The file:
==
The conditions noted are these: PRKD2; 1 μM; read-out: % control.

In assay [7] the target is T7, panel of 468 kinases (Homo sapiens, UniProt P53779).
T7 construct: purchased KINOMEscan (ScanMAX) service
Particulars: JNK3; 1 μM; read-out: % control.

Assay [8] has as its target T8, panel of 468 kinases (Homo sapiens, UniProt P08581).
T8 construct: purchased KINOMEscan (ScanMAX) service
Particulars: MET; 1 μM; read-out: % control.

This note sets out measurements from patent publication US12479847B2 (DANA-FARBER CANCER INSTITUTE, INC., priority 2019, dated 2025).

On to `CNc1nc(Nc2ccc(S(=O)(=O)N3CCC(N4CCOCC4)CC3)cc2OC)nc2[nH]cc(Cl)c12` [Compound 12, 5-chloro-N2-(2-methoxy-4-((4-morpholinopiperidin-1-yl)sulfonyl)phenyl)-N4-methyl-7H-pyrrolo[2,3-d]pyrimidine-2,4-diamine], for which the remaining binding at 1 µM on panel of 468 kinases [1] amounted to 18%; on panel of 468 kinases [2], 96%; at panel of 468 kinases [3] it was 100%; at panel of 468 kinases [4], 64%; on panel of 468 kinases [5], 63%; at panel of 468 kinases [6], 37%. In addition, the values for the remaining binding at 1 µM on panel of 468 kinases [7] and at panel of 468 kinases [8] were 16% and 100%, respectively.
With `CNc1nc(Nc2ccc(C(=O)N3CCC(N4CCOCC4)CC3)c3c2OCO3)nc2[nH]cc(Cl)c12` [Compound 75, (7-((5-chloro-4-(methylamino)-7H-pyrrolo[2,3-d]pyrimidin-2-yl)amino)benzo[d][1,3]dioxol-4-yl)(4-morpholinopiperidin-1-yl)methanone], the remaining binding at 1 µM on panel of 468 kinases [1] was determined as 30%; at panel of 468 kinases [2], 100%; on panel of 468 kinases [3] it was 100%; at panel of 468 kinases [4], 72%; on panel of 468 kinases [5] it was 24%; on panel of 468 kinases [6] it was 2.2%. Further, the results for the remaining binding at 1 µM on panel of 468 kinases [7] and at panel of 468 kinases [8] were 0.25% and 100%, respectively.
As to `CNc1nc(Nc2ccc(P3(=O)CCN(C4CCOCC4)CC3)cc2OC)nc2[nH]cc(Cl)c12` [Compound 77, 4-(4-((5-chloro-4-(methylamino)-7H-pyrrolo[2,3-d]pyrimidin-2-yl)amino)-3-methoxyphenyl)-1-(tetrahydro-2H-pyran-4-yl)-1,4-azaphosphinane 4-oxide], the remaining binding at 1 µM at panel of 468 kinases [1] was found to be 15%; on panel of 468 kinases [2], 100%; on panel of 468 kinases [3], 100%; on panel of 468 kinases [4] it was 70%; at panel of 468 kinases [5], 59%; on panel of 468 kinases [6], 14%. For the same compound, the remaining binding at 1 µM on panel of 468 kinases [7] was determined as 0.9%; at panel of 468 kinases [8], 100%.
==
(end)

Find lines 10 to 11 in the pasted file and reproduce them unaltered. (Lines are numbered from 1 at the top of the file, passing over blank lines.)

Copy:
With `CNc1nc(Nc2ccc(C(=O)N3CCC(N4CCOCC4)CC3)c3c2OCO3)nc2[nH]cc(Cl)c12` [Compound 75, (7-((5-chloro-4-(methylamino)-7H-pyrrolo[2,3-d]pyrimidin-2-yl)amino)benzo[d][1,3]dioxol-4-yl)(4-morpholinopiperidin-1-yl)methanone], the remaining binding at 1 µM on panel of 468 kinases [1] was determined as 30%; at panel of 468 kinases [2], 100%; on panel of 468 kinases [3] it was 100%; at panel of 468 kinases [4], 72%; on panel of 468 kinases [5] it was 24%; on panel of 468 kinases [6] it was 2.2%. Further, the results for the remaining binding at 1 µM on panel of 468 kinases [7] and at panel of 468 kinases [8] were 0.25% and 100%, respectively.
As to `CNc1nc(Nc2ccc(P3(=O)CCN(C4CCOCC4)CC3)cc2OC)nc2[nH]cc(Cl)c12` [Compound 77, 4-(4-((5-chloro-4-(methylamino)-7H-pyrrolo[2,3-d]pyrimidin-2-yl)amino)-3-methoxyphenyl)-1-(tetrahydro-2H-pyran-4-yl)-1,4-azaphosphinane 4-oxide], the remaining binding at 1 µM at panel of 468 kinases [1] was found to be 15%; on panel of 468 kinases [2], 100%; on panel of 468 kinases [3], 100%; on panel of 468 kinases [4] it was 70%; at panel of 468 kinases [5], 59%; on panel of 468 kinases [6], 14%. For the same compound, the remaining binding at 1 µM on panel of 468 kinases [7] was determined as 0.9%; at panel of 468 kinases [8], 100%.